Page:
The press reported the tragic death of 12 year old Yaakov (Yanky) Shlomo Yudelevitz from Beitar Illit, who drowned on a class trip to the Hatzbani (Snir) River Nature Preserve in the Upper Galilee. His mother (“Don’t Let Yanky’s Tragic Passing Be In Vain”) has just issued an appeal that all people should emulate his efforts to eliminate anger, a worthwhile goal.
My revered rebbi, Harav Avigdor Miller zt”l, used to admonish us after a tragedy, as Dovid Hamelech spoke to klal yisroel after the death of Shaul and Yonosan, “Le’lamed livnei Yehuda keshes” (Teach the people of Yehuda how to use a bow). In this case, I believe, it was reported that neither Yaakov nor any of his rebbeim could swim nor do CPR and they sought out others to help save Yanky. In addition to the Gemorah’s suggestion that a father teach his child to swim, a yeshiva ought to have some of their staff trained in these basic skills as a normal precaution. Likewise, more supervision may be necessary, especially when it seems the boy had disappeared from the others.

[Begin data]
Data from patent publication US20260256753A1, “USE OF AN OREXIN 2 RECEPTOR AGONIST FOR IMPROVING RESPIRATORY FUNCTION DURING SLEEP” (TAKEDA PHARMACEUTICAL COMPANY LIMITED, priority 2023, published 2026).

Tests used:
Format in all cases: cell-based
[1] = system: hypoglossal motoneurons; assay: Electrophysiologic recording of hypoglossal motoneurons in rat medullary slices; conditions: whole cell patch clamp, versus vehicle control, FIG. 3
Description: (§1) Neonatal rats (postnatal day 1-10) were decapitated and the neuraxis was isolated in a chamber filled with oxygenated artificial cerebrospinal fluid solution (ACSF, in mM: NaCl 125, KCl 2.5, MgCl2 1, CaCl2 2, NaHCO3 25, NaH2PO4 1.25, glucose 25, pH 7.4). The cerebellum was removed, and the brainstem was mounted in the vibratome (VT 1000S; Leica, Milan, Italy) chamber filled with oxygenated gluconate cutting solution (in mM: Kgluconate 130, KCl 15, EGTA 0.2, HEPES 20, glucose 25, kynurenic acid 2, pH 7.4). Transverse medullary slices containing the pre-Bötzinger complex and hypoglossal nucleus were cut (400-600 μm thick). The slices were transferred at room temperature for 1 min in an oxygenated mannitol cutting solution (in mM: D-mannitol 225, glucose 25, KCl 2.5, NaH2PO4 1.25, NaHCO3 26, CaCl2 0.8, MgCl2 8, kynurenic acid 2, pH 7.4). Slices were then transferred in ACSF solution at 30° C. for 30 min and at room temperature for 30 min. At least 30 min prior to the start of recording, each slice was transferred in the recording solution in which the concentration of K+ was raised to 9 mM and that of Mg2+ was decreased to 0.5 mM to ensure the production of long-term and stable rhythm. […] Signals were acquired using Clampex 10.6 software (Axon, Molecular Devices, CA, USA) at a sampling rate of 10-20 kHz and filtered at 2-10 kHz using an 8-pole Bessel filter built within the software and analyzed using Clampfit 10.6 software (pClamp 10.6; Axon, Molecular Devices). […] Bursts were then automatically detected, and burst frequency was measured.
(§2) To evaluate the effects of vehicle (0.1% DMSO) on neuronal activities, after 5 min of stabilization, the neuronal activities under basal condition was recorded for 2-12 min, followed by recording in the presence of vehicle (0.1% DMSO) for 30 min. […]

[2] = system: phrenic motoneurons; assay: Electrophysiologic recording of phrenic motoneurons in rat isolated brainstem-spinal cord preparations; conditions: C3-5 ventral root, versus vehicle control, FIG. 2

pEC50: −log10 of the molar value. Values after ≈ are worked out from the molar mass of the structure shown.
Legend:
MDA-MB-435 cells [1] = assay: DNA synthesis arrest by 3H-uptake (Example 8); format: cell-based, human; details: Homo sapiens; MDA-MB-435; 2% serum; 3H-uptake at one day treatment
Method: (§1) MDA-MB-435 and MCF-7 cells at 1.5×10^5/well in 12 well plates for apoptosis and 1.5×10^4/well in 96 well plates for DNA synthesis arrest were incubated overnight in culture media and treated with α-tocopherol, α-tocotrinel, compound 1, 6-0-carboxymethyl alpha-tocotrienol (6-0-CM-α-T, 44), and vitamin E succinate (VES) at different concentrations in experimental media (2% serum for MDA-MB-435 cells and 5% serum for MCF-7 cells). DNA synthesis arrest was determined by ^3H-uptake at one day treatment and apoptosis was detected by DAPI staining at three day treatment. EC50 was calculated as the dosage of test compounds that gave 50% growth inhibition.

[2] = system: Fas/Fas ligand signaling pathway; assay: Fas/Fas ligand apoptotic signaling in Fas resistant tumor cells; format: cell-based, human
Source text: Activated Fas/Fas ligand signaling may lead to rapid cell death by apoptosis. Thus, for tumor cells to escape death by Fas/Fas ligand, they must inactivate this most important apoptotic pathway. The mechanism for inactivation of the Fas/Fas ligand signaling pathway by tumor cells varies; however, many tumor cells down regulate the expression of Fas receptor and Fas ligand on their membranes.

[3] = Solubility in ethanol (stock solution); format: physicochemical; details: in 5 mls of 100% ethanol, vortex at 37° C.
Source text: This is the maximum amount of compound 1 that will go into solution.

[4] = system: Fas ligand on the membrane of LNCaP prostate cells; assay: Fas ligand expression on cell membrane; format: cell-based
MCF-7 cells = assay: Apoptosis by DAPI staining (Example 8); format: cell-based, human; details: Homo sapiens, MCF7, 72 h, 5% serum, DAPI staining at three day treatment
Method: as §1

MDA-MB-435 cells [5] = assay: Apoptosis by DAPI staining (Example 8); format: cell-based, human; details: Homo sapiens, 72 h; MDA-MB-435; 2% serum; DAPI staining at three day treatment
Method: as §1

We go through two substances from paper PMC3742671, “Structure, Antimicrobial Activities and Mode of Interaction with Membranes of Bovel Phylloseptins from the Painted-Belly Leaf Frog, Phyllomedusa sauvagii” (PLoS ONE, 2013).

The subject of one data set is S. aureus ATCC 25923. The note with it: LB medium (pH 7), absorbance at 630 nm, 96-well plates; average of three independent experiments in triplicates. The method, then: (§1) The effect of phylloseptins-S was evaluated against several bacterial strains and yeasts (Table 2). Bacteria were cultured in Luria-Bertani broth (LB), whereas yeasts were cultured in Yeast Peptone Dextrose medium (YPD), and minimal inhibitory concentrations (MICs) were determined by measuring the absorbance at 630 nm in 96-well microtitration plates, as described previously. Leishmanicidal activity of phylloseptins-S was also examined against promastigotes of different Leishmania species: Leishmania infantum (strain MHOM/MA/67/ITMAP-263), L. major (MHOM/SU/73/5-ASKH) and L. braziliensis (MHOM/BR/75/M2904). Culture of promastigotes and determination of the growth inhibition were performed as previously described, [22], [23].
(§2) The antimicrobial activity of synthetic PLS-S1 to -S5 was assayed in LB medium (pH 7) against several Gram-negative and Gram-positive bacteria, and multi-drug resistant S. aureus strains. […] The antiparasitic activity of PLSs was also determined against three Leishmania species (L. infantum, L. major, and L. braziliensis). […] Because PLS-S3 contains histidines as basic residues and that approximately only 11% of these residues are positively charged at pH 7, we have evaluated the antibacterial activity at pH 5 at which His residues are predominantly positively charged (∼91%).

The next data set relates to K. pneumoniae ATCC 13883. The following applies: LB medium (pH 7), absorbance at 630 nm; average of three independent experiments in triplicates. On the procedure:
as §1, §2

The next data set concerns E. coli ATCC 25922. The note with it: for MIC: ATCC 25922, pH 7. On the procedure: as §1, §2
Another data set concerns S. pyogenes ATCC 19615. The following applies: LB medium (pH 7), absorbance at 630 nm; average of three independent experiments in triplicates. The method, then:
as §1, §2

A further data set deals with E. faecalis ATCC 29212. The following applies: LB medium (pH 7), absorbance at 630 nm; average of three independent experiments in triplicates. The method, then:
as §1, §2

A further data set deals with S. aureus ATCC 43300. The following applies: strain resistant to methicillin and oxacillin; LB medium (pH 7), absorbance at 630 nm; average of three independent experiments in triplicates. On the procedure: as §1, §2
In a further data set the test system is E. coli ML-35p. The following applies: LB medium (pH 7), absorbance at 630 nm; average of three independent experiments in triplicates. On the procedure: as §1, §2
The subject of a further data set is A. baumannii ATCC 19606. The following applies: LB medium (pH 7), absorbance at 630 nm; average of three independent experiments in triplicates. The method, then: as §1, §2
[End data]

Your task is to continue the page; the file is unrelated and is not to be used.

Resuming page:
Rabbi Shimshon Grosbard, chairman of Hatzoloh Beitar Illit, is correct when he said, “Nobody can be blamed.” True, no individual is guilty. Yet, he continued, “It’s important to repeat the established safety guidelines over and over again, and for adults to warn youngsters. In this case they did follow safety guidelines as far as we know, yet a tragedy still took place. Therefore, it’s important to go beyond the safety guidelines, keeping a close eye out to ensure that everybody is under supervision at all times. On excursions with groups of small children they should be kept close to the adults to prevent falls, choliloh.”
True, nobody can be blamed, but, if Yanky’s passing is not to be in vain, we all need to heed the matter of safety.
Rabbi Yosef Wikler
Editor, Kashrus Magazine